In a scene brimming with experimental talent, all aiming to create their own unique sound, Dominick Martin, aka Calibre, is one of the few who can boast exactly that. After forming his own label, Signature Records in 2003, Belfast’s finest utilised the platform to put out an abundance of inspirational releases, which have sculpted the liquid side of drum & bass we know today. We recently ran a poll on our Facebook page to find your favourite producer of all time and Calibre was number one so we’ve put together a list, with input from Calibre, of our top 20 for you to enjoy. So sit back and let liquid’s most influential producer relax your mind as only he knows how.
20. Last Kiss
A depiction of pure emotion, Last Kiss came out on Dominick Martin’s down-tempo album, Shine A Light in November 2009 and proved his talent as a musician, rather than just a drum & bass producer. As in so many of his productions preceding it, Dominick employs his deep vocals to produce a wonderfully soothing piece of music, and was keen to see it make the essential list. “If you can sing a note, why wouldn’t you?” he asked. “The tune sounds exactly how I felt at the time and that’s why it’s one of my favourites. It does more than just sound nice, it reminds me of a certain time.”
19. For You Alone (ft. Steve Spacek)
Collaborations are an intriguing part of drum & bass, none more so than this blend of styles. The sound of dBridge’s Exit imprint and Calibre’s Signature label combine in perfect harmony, with that classic rolling Calibre sound throughout. Steve Spacek delivers on the vocals and the result is a deep, moving piece of drum & bass.
18. Be There (ft. DRS)
Calibre and DRS seem to come as a package deal in raves these days, and it’s always vibes. But this thought-provoking roller by the duo is as listenable on the tube on the way to work as it is on the liveliest of dance floors. The use of more traditional, percussive instruments has taken a back-seat in the experimental world of drum & bass today, but Be There is a reminder of what can be achieved by going back to basics. “I want to make music that sounds real, with real instruments and deep vocals,” Calibre said, “drum & bass is just the tempo and there’s endless possibility within it.”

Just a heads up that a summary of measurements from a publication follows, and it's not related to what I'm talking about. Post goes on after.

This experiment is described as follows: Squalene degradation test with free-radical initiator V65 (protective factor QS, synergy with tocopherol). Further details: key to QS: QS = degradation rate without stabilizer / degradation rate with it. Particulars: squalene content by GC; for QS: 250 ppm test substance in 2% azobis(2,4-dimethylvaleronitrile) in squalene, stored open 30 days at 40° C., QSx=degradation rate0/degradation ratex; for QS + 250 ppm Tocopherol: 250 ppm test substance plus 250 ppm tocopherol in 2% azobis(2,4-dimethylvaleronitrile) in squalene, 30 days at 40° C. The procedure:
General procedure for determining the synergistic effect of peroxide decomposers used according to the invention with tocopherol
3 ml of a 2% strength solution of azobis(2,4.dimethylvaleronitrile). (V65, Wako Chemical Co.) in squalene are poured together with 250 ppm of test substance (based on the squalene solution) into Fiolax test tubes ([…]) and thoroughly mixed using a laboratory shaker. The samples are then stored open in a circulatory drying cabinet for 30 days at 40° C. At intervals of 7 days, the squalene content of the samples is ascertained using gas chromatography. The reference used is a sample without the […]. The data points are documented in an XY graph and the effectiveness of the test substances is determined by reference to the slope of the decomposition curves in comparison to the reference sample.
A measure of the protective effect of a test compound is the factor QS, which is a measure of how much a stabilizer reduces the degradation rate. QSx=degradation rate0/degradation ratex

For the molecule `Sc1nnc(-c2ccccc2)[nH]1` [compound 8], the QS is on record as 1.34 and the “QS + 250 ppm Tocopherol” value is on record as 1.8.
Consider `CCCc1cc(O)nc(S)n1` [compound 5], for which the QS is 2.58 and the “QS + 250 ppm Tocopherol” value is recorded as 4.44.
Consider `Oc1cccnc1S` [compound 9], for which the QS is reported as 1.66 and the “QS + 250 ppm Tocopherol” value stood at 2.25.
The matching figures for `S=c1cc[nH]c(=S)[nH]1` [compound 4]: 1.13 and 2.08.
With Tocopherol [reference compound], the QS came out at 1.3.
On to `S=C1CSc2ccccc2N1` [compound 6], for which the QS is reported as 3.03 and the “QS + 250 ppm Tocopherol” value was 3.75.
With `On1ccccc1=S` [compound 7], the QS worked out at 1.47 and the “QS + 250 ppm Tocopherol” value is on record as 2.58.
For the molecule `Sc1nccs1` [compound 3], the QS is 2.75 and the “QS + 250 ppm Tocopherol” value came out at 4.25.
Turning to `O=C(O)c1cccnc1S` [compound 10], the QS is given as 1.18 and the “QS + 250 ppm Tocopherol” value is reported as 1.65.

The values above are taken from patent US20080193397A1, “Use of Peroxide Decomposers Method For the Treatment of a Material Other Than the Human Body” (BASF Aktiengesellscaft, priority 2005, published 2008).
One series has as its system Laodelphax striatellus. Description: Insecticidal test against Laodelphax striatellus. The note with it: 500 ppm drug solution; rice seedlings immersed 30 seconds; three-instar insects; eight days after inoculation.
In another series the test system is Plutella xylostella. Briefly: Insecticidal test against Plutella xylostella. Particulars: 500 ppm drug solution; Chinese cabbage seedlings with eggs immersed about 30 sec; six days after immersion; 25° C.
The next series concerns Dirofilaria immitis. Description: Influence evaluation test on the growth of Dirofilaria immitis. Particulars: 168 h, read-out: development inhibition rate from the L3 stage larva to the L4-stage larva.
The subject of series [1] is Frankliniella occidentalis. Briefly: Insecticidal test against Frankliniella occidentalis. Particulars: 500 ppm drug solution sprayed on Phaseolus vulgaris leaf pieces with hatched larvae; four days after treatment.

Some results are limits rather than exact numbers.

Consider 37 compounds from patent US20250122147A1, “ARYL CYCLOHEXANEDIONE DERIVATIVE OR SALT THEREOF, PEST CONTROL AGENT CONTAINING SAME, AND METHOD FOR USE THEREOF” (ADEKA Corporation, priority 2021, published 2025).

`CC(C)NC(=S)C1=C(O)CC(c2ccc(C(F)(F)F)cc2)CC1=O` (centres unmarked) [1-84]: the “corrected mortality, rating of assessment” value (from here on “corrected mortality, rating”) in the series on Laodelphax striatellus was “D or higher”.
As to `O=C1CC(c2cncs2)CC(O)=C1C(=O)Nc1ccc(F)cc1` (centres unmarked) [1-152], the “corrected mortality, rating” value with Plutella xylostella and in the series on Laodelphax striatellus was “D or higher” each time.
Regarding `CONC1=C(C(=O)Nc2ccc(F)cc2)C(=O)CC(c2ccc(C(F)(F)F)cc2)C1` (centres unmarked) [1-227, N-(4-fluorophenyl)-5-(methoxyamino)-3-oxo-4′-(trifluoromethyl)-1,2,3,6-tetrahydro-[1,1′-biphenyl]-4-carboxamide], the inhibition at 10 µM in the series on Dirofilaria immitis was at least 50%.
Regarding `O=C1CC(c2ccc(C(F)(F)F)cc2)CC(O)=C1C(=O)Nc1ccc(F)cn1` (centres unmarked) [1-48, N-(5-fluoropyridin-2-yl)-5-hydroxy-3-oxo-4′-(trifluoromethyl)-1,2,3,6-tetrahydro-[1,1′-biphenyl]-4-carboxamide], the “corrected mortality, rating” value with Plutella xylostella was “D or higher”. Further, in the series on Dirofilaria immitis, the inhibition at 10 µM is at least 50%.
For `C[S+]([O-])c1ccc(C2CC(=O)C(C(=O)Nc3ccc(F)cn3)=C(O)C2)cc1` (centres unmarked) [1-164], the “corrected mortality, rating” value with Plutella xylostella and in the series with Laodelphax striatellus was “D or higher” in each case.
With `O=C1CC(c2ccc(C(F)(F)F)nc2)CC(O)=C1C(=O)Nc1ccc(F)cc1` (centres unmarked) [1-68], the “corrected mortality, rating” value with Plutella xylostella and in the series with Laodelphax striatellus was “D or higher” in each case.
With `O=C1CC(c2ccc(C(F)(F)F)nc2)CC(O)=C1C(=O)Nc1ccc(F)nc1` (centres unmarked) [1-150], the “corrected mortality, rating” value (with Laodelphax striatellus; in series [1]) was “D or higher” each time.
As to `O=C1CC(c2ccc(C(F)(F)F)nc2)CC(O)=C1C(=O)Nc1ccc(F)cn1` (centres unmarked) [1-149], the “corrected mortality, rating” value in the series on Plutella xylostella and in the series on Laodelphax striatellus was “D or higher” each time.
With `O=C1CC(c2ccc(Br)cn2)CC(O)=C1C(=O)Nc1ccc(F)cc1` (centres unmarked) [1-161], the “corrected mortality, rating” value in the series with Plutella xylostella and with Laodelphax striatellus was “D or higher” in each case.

Tenopause is something completely different, and perhaps a little unexpected from a guru of liquid drum & bass, but goes to show the versatility of the man. The eerie synths coupled with a devastating sub-bass at 140 BPM sounds more like a DMZ production than the work of Belfast’s finest. But feed this one through a Funktion One rig and even the most ardent of drum & bass heads can’t help but stop and admire.
16. Mr Majestic (ft. High Contrast) High Contrast may have made his name with a more dance floor friendly sound than Calibre’s, but the concoction of the two made for a drum & bass classic in 2004. Mr Majestic is the perfect blend of styles, updating the old school Amen drum-sound with a comforting, rolling bassline, and sampling reggae tracks Money Money by Horace Andy and Dub It In The Dancehall by King Jammy. This track pushed the boundaries of liquid drum & bass into the raves and still has the power to set it off in the raves of today.
15. Hustlin (ft. DRS)
This street-smart roller from Calibre & DRS was thrust into the limelight by Marcus Intalex’s Fabriclive 35 mix in 2007 before its release on Signature. The intro creeps into the mix unnoticed, but once the recognisable strings make their presence known, it’s clear what’s coming. Yet another easy-listener by the duo that can do no wrong.
Two of the drum & bass scenes most unique talents came together and merged as one in 2008, producing Ponderosa for dBridge’s album, The Gemini Principle. The soulful chords of Calibre combine with an imposing D-Bridge bass-line so typical of the Exit Recordings boss, making for a rave-friendly liquid roller.
13. Mr Maverick